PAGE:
Whiles few will ever doubt the need for a Youth Commission in Sierra Leone, especially with respect to the implementation of the recommendations of the Truth and Reconciliation Report, many however will not accept the politicisation and mis-use of volatile and vulnerable young people in the pursuit of party political agendas.

The need for a Youth Commission that represents and reflects the diversity of the nation, and one that could help in promoting social harmony, by bridging tribal lines and gaps in social representation is what the nation now requires.

But it would be plain wrong for any government to secure international donor funding or a massive $4 Million external loan, under the pretext of supporting the formation and administration of a Youth Commission, whose role and functions are still unclear and controversial.

If media reports are to be believed, that the purpose of the Youth commission is to create jobs for the young unemployed, then the government stands accused of failing to understand the basic principles of development economics.

The Youth Commission when formed will no doubt become a part of the machinery of state. The state cannot create sustainable jobs that would uplift young people from abject poverty - only the private sector can.

Thus, it is rather disingenuous of the government to pretend to be elevating the role of the Youth Commission beyond that of acting as advocate or champion of the interests of young people in society, whose needs in any case ought to be clearly understood by those in power.

If the World Bank has got $4 Million to spare the poor people of Sierra Leone, should that money not be better spent funding the creation of a Fruit Canning Co-operative Enterprise, involving young farmers? This could directly create hundreds, if not thousands of jobs. This could also stimulate the formation of viable fruit farming, processing and packaging supply chain that would meet the needs of export markets.

Indeed it could be argued that the need for a Youth Commission in Sierra Leone today is superfluous to requirement, given the current status, democratic role and constitutional functions of the Civil Society Movement and opposition political parties, who invariably are doing well in challenging government policy and performance in meeting the diverse aspirations of all groups in society.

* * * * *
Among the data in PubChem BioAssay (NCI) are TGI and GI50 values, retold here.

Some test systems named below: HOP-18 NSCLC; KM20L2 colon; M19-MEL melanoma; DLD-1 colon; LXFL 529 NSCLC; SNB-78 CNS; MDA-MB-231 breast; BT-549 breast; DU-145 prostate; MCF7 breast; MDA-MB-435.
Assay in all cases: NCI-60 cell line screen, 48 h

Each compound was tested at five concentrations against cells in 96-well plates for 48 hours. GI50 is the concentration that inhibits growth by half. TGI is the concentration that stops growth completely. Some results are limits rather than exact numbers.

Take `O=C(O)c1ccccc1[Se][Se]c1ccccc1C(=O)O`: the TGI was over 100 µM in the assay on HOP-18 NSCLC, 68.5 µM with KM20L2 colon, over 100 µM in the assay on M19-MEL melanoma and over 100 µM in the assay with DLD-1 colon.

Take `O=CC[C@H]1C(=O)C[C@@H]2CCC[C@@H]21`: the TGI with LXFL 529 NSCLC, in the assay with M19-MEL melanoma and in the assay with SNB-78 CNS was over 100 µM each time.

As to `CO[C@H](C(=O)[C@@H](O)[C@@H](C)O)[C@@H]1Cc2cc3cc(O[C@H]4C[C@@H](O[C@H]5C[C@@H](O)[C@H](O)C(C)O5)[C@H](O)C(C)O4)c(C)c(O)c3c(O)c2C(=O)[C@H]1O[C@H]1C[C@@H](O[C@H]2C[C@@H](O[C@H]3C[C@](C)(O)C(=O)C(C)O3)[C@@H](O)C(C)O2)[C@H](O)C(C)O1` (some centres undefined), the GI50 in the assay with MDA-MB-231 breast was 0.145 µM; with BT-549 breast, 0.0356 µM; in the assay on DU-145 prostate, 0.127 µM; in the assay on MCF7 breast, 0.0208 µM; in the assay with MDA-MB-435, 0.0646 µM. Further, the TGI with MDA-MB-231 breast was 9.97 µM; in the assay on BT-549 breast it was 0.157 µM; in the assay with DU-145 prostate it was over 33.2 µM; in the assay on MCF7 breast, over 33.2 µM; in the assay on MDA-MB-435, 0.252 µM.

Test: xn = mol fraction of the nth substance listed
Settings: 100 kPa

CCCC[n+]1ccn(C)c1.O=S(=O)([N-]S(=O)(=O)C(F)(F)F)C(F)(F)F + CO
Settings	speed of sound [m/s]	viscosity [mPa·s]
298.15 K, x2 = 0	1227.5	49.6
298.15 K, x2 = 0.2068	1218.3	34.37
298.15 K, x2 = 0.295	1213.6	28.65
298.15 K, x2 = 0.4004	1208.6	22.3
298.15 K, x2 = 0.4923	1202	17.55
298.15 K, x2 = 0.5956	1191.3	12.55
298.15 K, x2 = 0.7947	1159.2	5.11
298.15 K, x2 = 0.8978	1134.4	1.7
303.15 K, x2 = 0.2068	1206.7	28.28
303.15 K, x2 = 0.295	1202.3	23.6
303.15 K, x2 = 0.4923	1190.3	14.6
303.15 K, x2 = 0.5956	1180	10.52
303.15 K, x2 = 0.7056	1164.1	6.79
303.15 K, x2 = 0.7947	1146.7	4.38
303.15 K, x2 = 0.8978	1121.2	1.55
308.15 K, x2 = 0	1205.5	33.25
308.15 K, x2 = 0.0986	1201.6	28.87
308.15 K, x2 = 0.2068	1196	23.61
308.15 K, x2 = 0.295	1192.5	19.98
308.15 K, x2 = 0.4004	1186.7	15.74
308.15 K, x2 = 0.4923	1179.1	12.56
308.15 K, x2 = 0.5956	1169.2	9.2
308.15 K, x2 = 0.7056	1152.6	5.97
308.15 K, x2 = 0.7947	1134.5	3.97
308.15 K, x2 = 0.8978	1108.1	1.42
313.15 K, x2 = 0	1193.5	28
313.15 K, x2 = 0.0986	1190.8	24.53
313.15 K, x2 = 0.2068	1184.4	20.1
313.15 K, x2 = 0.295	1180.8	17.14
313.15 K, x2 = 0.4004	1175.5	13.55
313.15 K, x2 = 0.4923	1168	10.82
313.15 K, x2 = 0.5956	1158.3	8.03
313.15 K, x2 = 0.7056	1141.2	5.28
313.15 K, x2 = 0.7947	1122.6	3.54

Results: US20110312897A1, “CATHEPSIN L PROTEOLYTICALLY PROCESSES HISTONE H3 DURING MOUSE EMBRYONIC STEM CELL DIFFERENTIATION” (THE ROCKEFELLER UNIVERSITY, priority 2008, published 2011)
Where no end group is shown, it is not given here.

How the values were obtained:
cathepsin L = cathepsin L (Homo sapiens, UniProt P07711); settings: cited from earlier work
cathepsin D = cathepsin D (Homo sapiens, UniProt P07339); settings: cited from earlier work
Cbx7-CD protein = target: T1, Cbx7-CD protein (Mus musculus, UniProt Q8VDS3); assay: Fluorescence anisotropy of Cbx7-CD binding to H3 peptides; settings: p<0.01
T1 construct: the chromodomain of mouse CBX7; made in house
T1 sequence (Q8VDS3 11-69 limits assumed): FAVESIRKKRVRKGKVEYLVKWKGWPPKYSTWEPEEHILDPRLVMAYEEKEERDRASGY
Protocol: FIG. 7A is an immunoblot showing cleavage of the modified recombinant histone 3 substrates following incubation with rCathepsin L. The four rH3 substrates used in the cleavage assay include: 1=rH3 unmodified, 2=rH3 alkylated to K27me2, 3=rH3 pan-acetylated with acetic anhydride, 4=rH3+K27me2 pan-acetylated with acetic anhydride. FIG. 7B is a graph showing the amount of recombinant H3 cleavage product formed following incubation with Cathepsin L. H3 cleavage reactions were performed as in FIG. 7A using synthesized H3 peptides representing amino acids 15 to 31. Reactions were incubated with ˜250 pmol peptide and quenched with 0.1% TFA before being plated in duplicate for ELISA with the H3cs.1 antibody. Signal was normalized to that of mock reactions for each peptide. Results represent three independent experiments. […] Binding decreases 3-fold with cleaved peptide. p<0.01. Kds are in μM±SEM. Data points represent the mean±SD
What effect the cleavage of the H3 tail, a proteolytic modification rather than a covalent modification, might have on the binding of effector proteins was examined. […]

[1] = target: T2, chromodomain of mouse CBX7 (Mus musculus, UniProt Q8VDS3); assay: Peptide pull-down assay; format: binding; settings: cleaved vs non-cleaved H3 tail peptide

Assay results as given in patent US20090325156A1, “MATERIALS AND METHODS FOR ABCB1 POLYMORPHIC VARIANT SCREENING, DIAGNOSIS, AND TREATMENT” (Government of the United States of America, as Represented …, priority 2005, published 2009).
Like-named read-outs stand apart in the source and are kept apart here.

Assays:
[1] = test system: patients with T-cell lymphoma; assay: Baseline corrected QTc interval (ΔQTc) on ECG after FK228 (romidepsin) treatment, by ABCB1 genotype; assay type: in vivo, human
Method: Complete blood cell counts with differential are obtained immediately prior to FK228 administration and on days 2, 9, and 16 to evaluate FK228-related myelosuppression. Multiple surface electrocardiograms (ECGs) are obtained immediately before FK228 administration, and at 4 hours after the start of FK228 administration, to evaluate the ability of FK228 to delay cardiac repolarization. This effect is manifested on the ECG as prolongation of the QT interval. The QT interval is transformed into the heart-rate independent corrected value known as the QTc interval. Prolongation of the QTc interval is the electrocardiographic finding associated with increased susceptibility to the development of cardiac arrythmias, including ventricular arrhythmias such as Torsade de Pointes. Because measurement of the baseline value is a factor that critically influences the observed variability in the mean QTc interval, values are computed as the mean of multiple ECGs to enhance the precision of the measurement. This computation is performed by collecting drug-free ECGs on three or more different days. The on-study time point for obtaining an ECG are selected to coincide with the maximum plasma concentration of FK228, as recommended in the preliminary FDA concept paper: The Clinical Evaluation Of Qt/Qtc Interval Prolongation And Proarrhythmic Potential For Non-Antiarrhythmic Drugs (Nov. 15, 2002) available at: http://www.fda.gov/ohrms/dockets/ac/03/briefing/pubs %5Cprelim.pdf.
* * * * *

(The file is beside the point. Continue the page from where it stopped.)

There are those that would advocate for the formation of a Manpower Services Commission (MSC) in partnership with the private sector, instead of a Youth Commission.

The role of the MSC would be to assess and analyse the skills needs of existing business, and the labour market requirements of the new modern industries that the government expects to be established by foreign direct investors and indigenous entrepreneurs. For example; building construction, retail, tourism hospitality, are just a few of the sectors where such national training strategy ought to focus.

Furthermore, the Manpower Services Commission would establish National Vocational Training and Skills Development Programmes that will prepare the unemployed, especially young people, for the world of work and new enterprise development. The private sector should be contracted and funded to deliver such training programme.

With over 70% of the country’s youth out of work, government has to really think seriously about private sector led measures and initiatives that will make a difference in alleviating joblessness and poverty in Sierra Leone.

There is a serious need to avoid wasting public money that the nation can least afford on social programmes that are predicated on achieving political agendas, especially as the Presidential and local elections are just less than two years away.

Creating political capital by exploiting the miserable economic conditions and poor social status of volatile young people is a dangerous policy that will not only backfire, but will have the potential to derail the country’s hard won peace.